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Oil and Gas Investor

Geopolitical mechanizations, domestic supply disruptions and the energy transition are coalescing into a tight market that stands to maintain high commodity prices.

Between July 2021 and June 2022, the average monthly spot natural gas price at the Henry Hub benchmark more than doubled, rising by $3.86/MMBtu from $3.84/MMBtu in July 2021 to $7.7/MMBtu in June 2022, according to the U.S. Energy Information Administration (EIA).

Low inventories have remained below average levels as demand growth generally has outpaced domestic production growth. Indeed, the average inflation-adjusted monthly Henry Hub spot price reached a 12-month high of $8.17/MMBtu in May 2022—the highest price since November 2008, the EIA reported in July.

A cursory look at mid-2022 inventory doesn’t explain the high spot and prompt-month pricing, said Barclays analyst Amarpreet Singh. Rather, it is the underlying supply-demand dynamics driving the unusual price points.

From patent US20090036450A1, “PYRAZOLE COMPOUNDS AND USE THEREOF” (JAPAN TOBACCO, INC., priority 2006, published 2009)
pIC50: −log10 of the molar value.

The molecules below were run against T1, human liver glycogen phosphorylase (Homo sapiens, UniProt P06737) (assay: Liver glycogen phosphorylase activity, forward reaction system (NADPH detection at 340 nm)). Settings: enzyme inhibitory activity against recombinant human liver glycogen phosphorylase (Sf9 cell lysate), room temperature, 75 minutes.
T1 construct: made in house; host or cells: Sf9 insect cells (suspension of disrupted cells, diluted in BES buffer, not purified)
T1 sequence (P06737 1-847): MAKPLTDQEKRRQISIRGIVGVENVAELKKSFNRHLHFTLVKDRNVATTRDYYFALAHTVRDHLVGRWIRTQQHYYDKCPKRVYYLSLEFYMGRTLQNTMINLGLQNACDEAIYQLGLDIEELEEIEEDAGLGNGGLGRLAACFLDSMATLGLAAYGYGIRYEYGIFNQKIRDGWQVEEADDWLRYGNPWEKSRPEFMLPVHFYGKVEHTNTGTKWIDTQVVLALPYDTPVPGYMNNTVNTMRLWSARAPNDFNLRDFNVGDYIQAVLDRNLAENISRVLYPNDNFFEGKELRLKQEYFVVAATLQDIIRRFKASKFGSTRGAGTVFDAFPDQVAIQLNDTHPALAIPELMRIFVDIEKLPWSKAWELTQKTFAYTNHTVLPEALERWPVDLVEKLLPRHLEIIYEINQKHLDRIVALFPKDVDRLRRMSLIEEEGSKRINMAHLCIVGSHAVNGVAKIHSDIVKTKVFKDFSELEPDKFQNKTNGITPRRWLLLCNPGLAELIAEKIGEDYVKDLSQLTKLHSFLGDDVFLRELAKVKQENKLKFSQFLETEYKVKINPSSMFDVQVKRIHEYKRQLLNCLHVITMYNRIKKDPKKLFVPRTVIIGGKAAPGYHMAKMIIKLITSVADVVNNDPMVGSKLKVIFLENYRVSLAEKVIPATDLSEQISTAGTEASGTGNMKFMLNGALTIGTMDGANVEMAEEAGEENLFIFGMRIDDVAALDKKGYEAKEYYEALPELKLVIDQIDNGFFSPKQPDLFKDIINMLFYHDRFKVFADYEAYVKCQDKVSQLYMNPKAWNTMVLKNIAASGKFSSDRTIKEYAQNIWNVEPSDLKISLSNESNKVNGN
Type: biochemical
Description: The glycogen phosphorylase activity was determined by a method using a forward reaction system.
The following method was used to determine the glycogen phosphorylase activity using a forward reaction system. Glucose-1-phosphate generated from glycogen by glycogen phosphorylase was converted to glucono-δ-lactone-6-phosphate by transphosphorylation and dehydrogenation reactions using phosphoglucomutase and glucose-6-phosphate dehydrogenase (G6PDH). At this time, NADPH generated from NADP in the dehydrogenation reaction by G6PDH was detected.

For example, the EIA’s working storage total of 1.9 Tcf is almost 16% below the five-year average of 2.2 Tcf but still above the 2018 average. All told, the cumulative change in working inventory is trailing the previous 10-year average by 240 Bcf year-to-date.

*Only data through the end of April 2022 is currently available.
Source: U.S. Energy Information Administration

US Natural Gas Supply and Consumption, 2017-2022 (Bcf)

  Marketed Production Consumption
2017 Total 29,238 27,140
2018 Total 33,009 30,139
2019 Total 36,447 31,132
2020 Total 40,614 30,472
2021 Total 41,183 30,283
2022 4-month YTD* 13,949 11,745
2021 4-month YTD 13,321 11,188
2020 4-month YTD 13,917 11,289

“Two key trends to highlight are a) a slowdown in domestic supply growth due to capital discipline and plateauing unit productivity in key tight oil and gas regions and higher net exports due to the ramp up in LNG shipments; and b) significantly reduced elasticity of demand from the power generation sector due to capacity reductions and tight coal markets,” Singh said.

The EIA forecasts production this year will gain 2.6 Bcf/d from 2021. However, this still implies that net supply at year-end would be below the 2019 level, and that tightness would remain in the market.


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Takeaway constraints

Singh said it is likely that takeaway capacity constraints in the Permian Basin could bottleneck supply additions this fall; brownfield capacity additions for three of the existing pipelines in the region—Permian Highway, Gulf Coast Express and Whistler—are in the works but will not come online until the end of 2023.